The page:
The war in Ukraine continues to subvert major commodity markets, supply chains and trading partner economies, causing imported inflation to surge to 10 percent while domestic inflation stood at 3.4 percent according to the Reserve Bank of Fiji.
Annual inflation was 5 percent in May, fuelled by higher food and energy prices.
The RBF says the secondround effects of these hikes are much more apparent now as, excluding food and fuel, underlying consumer prices rose by 4.7 percent.
The Central Bank says food inflation dipped in May due to the removal of VAT on the 21 food items but is still relatively high, with an average of 5.3 percent in the first five months.
The RBF says the year-end inflation at this stage is still forecast to reach 5 percent, with some upside risks to be considered in the upcoming review post the National Budget in July.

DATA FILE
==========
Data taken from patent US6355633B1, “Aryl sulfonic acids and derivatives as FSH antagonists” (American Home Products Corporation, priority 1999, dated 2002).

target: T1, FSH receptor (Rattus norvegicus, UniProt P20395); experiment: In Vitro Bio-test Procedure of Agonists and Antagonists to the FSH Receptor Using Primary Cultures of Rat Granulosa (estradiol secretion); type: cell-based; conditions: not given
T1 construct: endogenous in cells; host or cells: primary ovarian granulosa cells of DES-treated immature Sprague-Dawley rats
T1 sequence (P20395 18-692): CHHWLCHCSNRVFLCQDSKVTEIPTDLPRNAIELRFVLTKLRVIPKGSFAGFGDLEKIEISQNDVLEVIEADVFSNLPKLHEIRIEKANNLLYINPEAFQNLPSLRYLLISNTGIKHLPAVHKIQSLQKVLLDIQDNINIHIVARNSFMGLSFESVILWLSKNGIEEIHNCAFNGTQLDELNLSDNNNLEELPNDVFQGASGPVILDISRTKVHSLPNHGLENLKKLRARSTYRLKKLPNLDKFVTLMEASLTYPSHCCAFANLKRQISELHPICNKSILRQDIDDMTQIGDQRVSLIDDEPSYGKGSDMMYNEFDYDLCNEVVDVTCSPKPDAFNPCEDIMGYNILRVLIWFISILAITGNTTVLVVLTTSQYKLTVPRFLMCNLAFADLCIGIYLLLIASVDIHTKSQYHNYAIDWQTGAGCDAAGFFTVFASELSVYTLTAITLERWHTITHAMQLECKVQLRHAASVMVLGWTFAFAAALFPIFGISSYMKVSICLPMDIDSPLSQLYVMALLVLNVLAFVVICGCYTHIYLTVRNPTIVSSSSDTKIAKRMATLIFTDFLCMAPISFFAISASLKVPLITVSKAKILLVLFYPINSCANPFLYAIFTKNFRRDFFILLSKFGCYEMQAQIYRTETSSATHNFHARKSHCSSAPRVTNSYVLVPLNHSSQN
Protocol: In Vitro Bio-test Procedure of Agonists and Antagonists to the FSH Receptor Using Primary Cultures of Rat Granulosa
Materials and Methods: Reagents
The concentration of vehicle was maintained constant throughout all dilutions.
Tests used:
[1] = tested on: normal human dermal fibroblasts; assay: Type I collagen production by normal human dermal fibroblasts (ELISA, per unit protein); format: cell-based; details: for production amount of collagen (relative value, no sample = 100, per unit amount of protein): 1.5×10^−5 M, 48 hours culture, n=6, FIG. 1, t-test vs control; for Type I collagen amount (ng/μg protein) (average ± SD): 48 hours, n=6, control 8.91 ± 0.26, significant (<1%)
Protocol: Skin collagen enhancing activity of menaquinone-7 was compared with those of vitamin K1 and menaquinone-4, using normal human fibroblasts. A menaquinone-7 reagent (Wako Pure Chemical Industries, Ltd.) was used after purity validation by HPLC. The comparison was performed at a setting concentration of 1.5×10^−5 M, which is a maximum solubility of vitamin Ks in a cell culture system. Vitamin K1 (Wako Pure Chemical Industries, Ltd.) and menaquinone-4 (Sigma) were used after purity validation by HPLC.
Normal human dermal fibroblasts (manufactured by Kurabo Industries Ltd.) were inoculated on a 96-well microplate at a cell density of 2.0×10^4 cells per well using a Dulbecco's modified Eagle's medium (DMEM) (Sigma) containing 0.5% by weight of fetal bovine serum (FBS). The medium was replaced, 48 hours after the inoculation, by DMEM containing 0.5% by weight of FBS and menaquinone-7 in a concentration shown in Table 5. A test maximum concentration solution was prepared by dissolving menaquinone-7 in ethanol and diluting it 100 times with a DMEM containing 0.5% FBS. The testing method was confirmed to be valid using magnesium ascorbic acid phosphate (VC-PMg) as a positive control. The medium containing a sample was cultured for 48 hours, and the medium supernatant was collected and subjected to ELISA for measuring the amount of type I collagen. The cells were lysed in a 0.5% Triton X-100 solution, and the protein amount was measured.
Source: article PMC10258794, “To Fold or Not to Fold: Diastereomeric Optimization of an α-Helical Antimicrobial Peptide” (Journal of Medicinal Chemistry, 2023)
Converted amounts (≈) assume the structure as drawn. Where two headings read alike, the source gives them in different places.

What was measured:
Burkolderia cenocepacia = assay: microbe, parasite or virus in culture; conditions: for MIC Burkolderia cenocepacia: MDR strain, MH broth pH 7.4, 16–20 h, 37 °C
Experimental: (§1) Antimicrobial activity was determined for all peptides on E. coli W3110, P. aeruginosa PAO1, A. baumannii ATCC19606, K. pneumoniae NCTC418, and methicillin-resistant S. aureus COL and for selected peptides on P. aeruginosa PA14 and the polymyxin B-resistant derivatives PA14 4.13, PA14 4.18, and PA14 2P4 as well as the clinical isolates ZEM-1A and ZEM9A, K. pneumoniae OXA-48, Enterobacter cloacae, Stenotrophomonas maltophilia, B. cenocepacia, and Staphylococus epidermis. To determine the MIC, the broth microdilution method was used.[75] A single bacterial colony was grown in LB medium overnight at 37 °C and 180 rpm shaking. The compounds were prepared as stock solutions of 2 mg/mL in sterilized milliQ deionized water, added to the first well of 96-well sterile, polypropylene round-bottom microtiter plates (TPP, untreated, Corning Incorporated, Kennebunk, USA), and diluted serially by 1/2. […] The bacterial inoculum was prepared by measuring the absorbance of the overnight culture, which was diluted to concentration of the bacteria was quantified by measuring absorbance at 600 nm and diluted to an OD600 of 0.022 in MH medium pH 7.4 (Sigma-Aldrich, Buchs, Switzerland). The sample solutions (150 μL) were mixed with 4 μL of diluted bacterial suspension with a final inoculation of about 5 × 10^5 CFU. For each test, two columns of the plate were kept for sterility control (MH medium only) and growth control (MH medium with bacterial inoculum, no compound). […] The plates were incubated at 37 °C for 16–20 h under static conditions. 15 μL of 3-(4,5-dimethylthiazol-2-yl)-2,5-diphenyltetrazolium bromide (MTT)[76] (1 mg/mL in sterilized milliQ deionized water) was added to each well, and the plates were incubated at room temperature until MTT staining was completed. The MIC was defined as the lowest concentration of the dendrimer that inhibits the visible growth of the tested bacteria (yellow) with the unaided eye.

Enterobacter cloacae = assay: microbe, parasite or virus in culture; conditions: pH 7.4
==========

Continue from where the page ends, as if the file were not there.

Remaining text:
It says rising imported inflation remains a sizeable risk to the faster erosion of foreign reserves.
However the RBF says foreign reserves are forecast to remain adequate in the medium term, upheld by the rebounding tourism industry, higher inward remittances and Government loan drawdowns.
Foreign reserves are currently around $3.4 billion, equivalent to 7.9 months of retained imports of goods and services.
Meanwhile inward remittances rose by 16.7 percent to $387.6 million cumulative to May, supported by higher inflows via money transfer operators ($204.8m) and mobile network operators ($112.3m). Inward personal remittances is the money sent by people from overseas to their relatives and friends here.
The RBF also says since the pandemic, mobile network operators have gained increased popularity and transfer via this channel is growing steadily.
Meanwhile the RBF continued with its accommodative monetary policy stance in June, keeping the Overnight Policy Rate unchanged at 0.25 percent, as the outlook for foreign reserves remains stable while the inflation dynamics continue to be influenced by volatile global developments.
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